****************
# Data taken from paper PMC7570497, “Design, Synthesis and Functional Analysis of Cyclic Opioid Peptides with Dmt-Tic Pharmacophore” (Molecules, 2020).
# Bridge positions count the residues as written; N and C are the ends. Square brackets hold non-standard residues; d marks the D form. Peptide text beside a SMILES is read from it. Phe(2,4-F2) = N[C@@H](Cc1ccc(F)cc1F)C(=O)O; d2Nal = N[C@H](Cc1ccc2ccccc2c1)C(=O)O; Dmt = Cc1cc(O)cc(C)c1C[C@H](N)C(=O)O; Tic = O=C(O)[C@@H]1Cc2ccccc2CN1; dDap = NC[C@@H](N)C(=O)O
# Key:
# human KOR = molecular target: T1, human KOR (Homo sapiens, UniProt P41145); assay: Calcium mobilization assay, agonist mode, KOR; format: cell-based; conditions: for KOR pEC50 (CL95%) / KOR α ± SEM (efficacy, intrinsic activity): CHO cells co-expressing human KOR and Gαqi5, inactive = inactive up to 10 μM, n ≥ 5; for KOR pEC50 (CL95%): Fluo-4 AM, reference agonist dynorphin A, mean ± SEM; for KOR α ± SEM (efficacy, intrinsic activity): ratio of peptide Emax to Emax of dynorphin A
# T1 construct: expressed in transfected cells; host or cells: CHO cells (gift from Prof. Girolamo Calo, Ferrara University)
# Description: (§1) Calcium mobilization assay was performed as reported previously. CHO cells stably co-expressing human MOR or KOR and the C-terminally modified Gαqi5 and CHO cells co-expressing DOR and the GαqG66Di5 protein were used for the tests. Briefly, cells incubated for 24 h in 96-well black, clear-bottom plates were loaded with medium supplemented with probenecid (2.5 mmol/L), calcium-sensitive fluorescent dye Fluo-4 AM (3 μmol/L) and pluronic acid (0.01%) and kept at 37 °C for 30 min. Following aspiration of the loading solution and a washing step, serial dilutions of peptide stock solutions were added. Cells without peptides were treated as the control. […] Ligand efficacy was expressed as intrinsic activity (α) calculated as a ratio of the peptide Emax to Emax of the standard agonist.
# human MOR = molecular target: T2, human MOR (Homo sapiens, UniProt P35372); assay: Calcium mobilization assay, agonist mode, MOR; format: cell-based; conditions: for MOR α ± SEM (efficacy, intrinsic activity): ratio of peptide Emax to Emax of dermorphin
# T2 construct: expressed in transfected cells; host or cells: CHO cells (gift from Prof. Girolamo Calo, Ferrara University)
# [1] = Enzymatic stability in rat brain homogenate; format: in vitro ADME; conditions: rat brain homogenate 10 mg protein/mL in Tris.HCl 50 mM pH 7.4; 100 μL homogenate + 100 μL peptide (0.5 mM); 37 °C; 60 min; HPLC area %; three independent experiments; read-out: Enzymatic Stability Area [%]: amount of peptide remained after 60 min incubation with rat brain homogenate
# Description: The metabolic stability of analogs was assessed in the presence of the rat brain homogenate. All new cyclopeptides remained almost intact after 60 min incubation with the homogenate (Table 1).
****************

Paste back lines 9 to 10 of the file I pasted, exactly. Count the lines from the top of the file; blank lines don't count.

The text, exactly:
# [1] = Enzymatic stability in rat brain homogenate; format: in vitro ADME; conditions: rat brain homogenate 10 mg protein/mL in Tris.HCl 50 mM pH 7.4; 100 μL homogenate + 100 μL peptide (0.5 mM); 37 °C; 60 min; HPLC area %; three independent experiments; read-out: Enzymatic Stability Area [%]: amount of peptide remained after 60 min incubation with rat brain homogenate
# Description: The metabolic stability of analogs was assessed in the presence of the rat brain homogenate. All new cyclopeptides remained almost intact after 60 min incubation with the homogenate (Table 1).